The principle to the effect that adornment should proceed from within and be truly representative of the inner being is the principle upon which God operates. It is said of God, “Who coverest thyself with light as with a garment” (Psalm 104:2). But this light comes from the inmost being of God and is an expression of His intrinsic essence. The light that caused our Lord’s face and garments to shine with a heavenly radiance in the Transfiguration (Matt. 17:2), came, as the Greek verb indicates, from His inmost being.1

1 Kenneth S. Wuest, Wuest’s Word Studies from the Greek New Testament: For the English Reader, vol. 11 (Grand Rapids: Eerdmans, 1997

The virtues that characterize this spirit are gentleness and peacefulness or tranquility. “Gentle” in the Greek world was an amiable friendliness that contrasted with roughness, bad temper, or brusqueness. It was a virtue especially prized in women. In biblical perspective the term indicates a person who does not attack back, for he or she waits on God to judge in the end; knowing God is just, the person can suffer evil without bitterness and vengeance (Num. 12:3; Matt. 5:5; 11:29). Thus in Peter’s eyes the valued character of the Greeks has a transcendent basis in God1

1 Peter H. Davids, The First Epistle of Peter, The New International Commentary on the New Testament (Grand Rapids, MI: Wm. B. Eerdmans Publishing Co., 1990), 119.

  This fits with “peaceful,” a term used in the NT only here and in 1 Tim. 2:2, the nominal form appearing as well in Acts 22:2; 2 Thess. 3:12; and 1 Tim. 2:11, 12. The sense of being calm, peaceful, and tranquil as opposed to restless, rebellious, disturbed, or insubordinate appears in each passage. It fits well with “gentle” and underlines its meaning. Both 1 Clem. 13:4 and Barn. 19:4 use the two terms together, taking them from a version of Isa. 66:2, “On whom shall I look, but on the meek and gentle and him who trembles at my oracles.” Furthermore, together they form the ideal response to slander by husbands and others.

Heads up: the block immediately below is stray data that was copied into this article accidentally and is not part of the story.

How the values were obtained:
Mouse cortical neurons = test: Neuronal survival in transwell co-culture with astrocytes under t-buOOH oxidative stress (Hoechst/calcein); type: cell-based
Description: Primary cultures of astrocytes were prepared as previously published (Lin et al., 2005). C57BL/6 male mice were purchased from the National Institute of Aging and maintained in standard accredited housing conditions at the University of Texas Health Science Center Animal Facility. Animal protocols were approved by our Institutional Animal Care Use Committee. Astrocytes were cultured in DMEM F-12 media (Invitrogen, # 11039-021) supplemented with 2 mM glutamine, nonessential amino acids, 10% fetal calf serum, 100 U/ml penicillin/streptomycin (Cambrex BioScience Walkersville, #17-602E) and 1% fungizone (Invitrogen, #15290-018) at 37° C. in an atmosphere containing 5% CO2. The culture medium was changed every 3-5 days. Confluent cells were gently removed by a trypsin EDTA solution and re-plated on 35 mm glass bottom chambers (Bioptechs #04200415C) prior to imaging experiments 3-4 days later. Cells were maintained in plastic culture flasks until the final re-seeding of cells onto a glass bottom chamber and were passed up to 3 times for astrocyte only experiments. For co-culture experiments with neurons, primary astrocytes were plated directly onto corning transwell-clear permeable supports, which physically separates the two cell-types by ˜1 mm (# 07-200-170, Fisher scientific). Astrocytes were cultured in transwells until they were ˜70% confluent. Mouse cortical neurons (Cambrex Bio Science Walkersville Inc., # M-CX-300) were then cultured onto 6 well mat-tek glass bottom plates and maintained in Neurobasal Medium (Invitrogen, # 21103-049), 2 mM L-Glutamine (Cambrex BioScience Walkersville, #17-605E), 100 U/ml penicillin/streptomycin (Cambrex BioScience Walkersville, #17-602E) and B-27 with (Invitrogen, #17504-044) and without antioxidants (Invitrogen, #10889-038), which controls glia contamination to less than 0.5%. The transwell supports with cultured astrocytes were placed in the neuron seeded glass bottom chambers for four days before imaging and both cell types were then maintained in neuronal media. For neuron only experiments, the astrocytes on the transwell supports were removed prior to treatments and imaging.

True Beauty is Seen In Biblical Role Models

1 Peter 3:5–6 KJV
For after this manner in the old time the holy women also, who trusted in God, adorned themselves, being in subjection unto their own husbands:

Even as Sara obeyed Abraham, calling him lord: whose daughters ye are, as long as ye do well, and are not afraid with any amazement.

…as long as you are not afraid with any amazement (???)

To the moral characteristics of Sarah Peter adds “do not fear any intimidation,” perhaps from Prov. 3:25 (in the LXX it uses two of the same Greek words). Here is the other side of subordination. These women’s husbands surely did not like their going to Christian meetings and refusing to worship the family gods. All types of intimidation—physical, emotional, social—would be used to force them back in line with the husband’s religious beliefs. While calling for gentleness and inner tranquility overall and subordination to their husbands in all areas indifferent to their Christian faith, he encourages them to stand firm in the light of their hope in the coming Christ and quietly refuse to bow to the threats and punishments of their husbands. They are subordinate, but their subordination is revolutionary in that they are subordinate not out of fear or desire for social position or other human advantage but out of obedience to Christ, who treats them as full persons and allows them to rise above the threats and fears of this age.1

1 Peter H. Davids, The First Epistle of Peter, The New International Commentary on the New Testament (Grand Rapids, MI: Wm. B. Eerdmans Publishing Co., 1990), 121.

The gods we worship write their names on our faces.—Ralph Waldo Emerson1

Exported from Logos Bible Software, 12:44 PM July 1, 2020.